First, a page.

I created this WebQuest to use over the first few days of school since my students read Wonder over the summer. Last year this novel let to such great discussions and set us up for a great year. We continued to discuss the novel as issues came up in class; so many 5th grade troubles can be related to the events in the novel. We will use the Explore the World of Wonder packet during discussions that follow the completion of the WebQuest, and the PSAs will be shared with the class. After watching the PSAs we will develop our class mission statement and discuss how the PSA messages fit into the expectations in our school and classroom. I’m looking forward to using this WebQuest for the first time next week!

A Read Across America, Dr. Seuss WebQuest Activity

Screen Shot 2015-02-14 at 4.58.46 PMLast year, I created a Dr. Seuss WebQuest for my 5th Graders. Please feel free to use it to kick off Read Across America Day and Dr. Seuss’s Birthday with your class. This activity is best for Grades 4-6. My class had a great time exploring Dr. Seuss and his books throughout this quest last year. I anticipate it will be just as big of a hit this year.

Project Idea: Students complete a WebQuest to learn more about Dr. Seuss and his books. They then use this to inspire them to create their own Dr. Suess characters. This WebQuest is motivating to students as it allows students to explore and learn at their own pace.

Objectives:

  • Students will use online resources to learn about Theodor Seuss Geisel, the writer, poet and cartoonist known as Dr. Seuss.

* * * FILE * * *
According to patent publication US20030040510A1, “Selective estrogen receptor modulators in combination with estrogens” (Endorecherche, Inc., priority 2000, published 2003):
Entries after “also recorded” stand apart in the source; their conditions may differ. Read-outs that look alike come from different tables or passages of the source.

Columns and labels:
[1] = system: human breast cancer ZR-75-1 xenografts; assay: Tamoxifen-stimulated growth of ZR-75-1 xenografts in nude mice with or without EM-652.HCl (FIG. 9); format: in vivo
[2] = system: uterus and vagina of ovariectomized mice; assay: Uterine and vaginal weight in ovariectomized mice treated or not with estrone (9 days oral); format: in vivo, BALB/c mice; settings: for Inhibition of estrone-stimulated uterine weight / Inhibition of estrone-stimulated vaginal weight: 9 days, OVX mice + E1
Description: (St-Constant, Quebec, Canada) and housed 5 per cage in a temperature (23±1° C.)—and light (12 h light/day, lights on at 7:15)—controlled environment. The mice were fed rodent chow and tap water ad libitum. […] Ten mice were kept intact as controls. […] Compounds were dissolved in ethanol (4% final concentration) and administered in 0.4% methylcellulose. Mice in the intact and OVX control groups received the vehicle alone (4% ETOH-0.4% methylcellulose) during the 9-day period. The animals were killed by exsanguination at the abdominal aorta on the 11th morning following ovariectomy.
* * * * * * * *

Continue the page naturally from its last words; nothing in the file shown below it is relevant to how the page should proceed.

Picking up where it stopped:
• Students will explore books written by Dr. Seuss, discovering new books and reflecting on personal favorites.
  • Students will create their own imaginative Dr. Seuss inspired character.
  • Students exercise technology skills to compile learned information in a Microsoft Word document. Students will: create a bulleted list, insert a table, use shading to fill table background, use text alignment tools and insert headers.

In Dr. Suess’s words, “You’re off to great places! Today is your day! Your mountain is waiting. So…get on your way!” (From: Oh, the Places You’ll Go) – Click HERE to view and begin my Dr. Seuss WebQuest.

I use the Dr. Seuss inspired characters created by students for another activity that I will post about later.

About Read Across America Day – March 2nd is National Read Across America Day and Dr. Seuss’s Birthday. In elementary schools, this day (or a portion of this day) is set aside to celebrate reading. This annual celebration takes place on March 2nd each year, Dr Seuss’s birthday, and exists to raise reading awareness and motivate students to read. My school also kicks off One Book, One School on this day.